Lashley, Whittle win big in Princeton elections

By Jeff Frankel

Sophomore music education major Dionne Lashley was sitting in class when she heard the good news.

She was about to play piano for her professor when she got a text message from senior Theory/Composition major Edward James Whittle telling her she had won the position of Princeton campus SGA president. Whittle had won the position of Princeton SGA vice president after defeating seven write-in challengers.

Voice Pedagogy major Erin Knapp, a graduate student, beat out three candidates to win the Treasurer seat, and Vocal Pedagogy and Performance major Kathleen Comstock, another graduate student, won the uncontested seat of Secretary. The elections were held Tuesday, April 17.

Forty-six percent, or roughly 200 students of Westminster Choir College (WCC) voted in the election, said Associate Dean Laura Seplaki. Although official margins are not released, Lashley did not think it was a close race.

“I’ve been confident of my ability to secure the position, but I was careful not to be presumptuous, but in terms of the ultimate closeness in the race, I wouldn’t be surprised if it wasn’t terribly close,” she said.

Whittle, on the other hand, does not know how he weathered against his other

“I was a write-in candidate,” he said. “It is so hard to tell how close an election is for write-ins because it could be between two people or five people.”

WCC students had a chance to vote via the Internet, through Votenet Solutions, a company dedicated to online voting. Students were also able to vote with paper ballot.

“The process went smooth,” said outgoing Princeton campus SGA President Christian Stück, who set up the online voting. “It was completely convenient because you could vote from anywhere.”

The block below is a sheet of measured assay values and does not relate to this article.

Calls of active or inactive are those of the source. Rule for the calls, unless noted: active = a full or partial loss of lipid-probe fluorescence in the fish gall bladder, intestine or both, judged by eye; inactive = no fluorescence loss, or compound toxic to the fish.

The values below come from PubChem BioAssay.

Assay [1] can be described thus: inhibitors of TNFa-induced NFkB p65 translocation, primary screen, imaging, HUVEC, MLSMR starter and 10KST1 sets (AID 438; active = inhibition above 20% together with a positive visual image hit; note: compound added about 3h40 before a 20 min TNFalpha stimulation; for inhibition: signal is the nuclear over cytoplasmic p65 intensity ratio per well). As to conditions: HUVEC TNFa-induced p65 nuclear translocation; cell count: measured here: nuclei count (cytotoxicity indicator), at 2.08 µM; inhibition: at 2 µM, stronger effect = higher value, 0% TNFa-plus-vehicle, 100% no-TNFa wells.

However, online voting raised some of the eyebrows of next year’s SGA members over on the Lawrenceville campus, which currently only uses voting machines to poll the student voters.

“I don’t like on-line voting,” said newly sworn in vice president of the Lawrenceville campus Brian Pawelko. “Even if they say it is safe, who’s to say that it’s really secure?”

Online voting didn’t seem to bother either Lashley or Whittle. Both saw it as a fast and convenient way to vote.

“I thought that the system worked quite well,” Lashley said. “It also makes the process quite convenient for students, as no matter where they are, whether student teaching or interning.
“I’ll be in contact with Lawrenceville leadership in the very near future, and I do hope that they too are open to building on the current relationship between the two campuses and expanding our joint vision, which could only benefit the students we represent,” she said.

Whittle said he looks forward to working hand-in-hand with the Lawrenceville campus and hopes the SGAs will invite each other to different campus events.

“I anticipate University-wide events for the forthcoming year,” he said. “Strong communication and efficient meetings will bring success to both

As her first action as Princeton SGA president, Lashley plans on meeting with the current and incoming executive board to ensure a proper hand over.

“The first thing I will be doing is joining with the current and incoming executive boards to discuss the SGA’s current standing and to consolidate our vision for the way forward, ensuring a seamless hand-over and a solid foundation for the new academic year,” she said.

Whittle has similar plans.

“I also want to give the students a chance to share their concerns and ideas about campus improvement for the upcoming year,” he said.

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